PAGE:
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Extremism greatest threat: president

April 17, 2007

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RAWALPINDI, April 16: President Gen Pervez Musharraf has said that internal threat is posing the greatest challenge to the country’s integrity. Addressing a conference of formation commanders here, he alluded to the Lal Masjid episode and said the government was following a prudent course to deal with some misguided youths.

"Moderate forces must win and we must defeat extremism if Pakistan has to progress," he remarked.

He expressed the hope that moderate forces would unite to defeat retrogressive elements, adding that the country was currently faced with the menace of extremism, obscurantism and religious bigotry.

The 60th formation commanders’ conference, commenced on Monday at the General Headquarters, was attended by Chairman of Joint Chiefs of Staff Committee, General Ehsan Ul Haq, Vice Chief of the Army Staff, General Ahsan Saleem Hyat, Corps Commanders, Principal Staff Officers and Formation Commanders.

The president said that the country was passing through a difficult phase with turmoil in the region, which had a direct or indirect impact on Pakistan. He said because of its important geo-strategic location, Pakistan would continue to play its rightful role and contribute positively towards peace and harmony in the region. He said that with pragmatic policies and progressive approach to develop “our potential, Pakistan can play a significant role and become an important economic trade hub and an energy corridor.” He said with the country's armed forces stronger than ever before in conventional and non-conventional fields, Pakistan was fully capable of facing any external challenge.

"With nation's support we are growing stronger with each passing day," he said.

He said Pakistan had no offensive or aggressive designs against any country, but "we will safeguard our integrity and honour at any cost".

Eulogizing the role, efforts and sacrifices rendered by personnel of the army, the Frontier Corps, intelligence services and other security forces in operations against terrorists, the president said that Pakistan was a frontline state in the war against international terrorism, and had done the maximum. He said Pakistan was fighting this war for its own sake.

In the same context, he said the problem of Taliban lay in Afghanistan where they were fighting against Afghan security forces and coalition forces. Acknowledging that Taliban had some support in tribal areas of Pakistan, he said Pakistan was making sure that this support was effectively neutralised. "Our strategy in tribal areas is succeeding with positive results and we are encouraging others to follow the same.”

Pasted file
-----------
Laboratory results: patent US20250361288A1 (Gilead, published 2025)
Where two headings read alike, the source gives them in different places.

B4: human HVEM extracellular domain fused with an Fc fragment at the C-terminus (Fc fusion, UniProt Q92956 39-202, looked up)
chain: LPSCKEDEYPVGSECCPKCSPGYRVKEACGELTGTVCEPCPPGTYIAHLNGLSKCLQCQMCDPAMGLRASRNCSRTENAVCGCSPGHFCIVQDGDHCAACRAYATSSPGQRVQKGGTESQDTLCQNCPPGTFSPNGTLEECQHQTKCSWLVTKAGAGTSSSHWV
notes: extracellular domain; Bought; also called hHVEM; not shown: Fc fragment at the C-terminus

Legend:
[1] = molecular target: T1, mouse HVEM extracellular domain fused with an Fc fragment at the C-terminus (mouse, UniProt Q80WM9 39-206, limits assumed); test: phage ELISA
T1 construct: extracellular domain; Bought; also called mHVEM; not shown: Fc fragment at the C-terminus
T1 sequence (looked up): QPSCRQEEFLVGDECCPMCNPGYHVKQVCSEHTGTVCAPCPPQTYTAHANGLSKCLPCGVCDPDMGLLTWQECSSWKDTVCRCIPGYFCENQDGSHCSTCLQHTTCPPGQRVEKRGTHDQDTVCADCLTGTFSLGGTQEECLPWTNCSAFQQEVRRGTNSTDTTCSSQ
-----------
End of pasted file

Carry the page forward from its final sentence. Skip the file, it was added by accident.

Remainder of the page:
Referring to recent clashes between foreign militants and local tribesmen which left over 200 foreign militants dead, he said these operations by local tribesmen with the support of the army and the recent announcement by a Jirga of Ahmadzai Wazirs to fight foreign militants reflected the resolve of the tribal people to get rid of the menace of militancy and to bring peace to the area for development and progress.

The president said that sacrifices rendered by members of Pakistan’s security forces in the war against terror were unprecedented and deserved the highest appreciation.

He spoke at length on the Pakistan-India relations and expressed optimism on conflict resolution between the two countries.

“There is increase in trade and economic activity and CBMs are progressing well. There is also positive movement in resolution of issues of conflict, especially Kashmir,” the president said, and reiterated that Pakistan's national interests would not be compromised.

Highlighting economic progress of the country, the president said that with 7 per cent GDP growth, increasing FDI, expanding base of revenue generation and good agriculture output, Pakistan's economy was now taking off. He said the government had initiated unprecedented development projects with an outlay of Rs415 billion

The president also spoke about reforms in education and health sectors and women empowerment which, he said, would greatly help the country’s progress.

Prime Minister Shaukat Aziz also addressed the conference and spoke at length about economic progress of the country. He said improvement of Pakistan's economy was not the result of 9/11 but because of government's prudent economic policies.

"It is our far-reaching reforms in the financial, political and social sectors which have been acknowledged worldwide and have improved the country's rating," he said.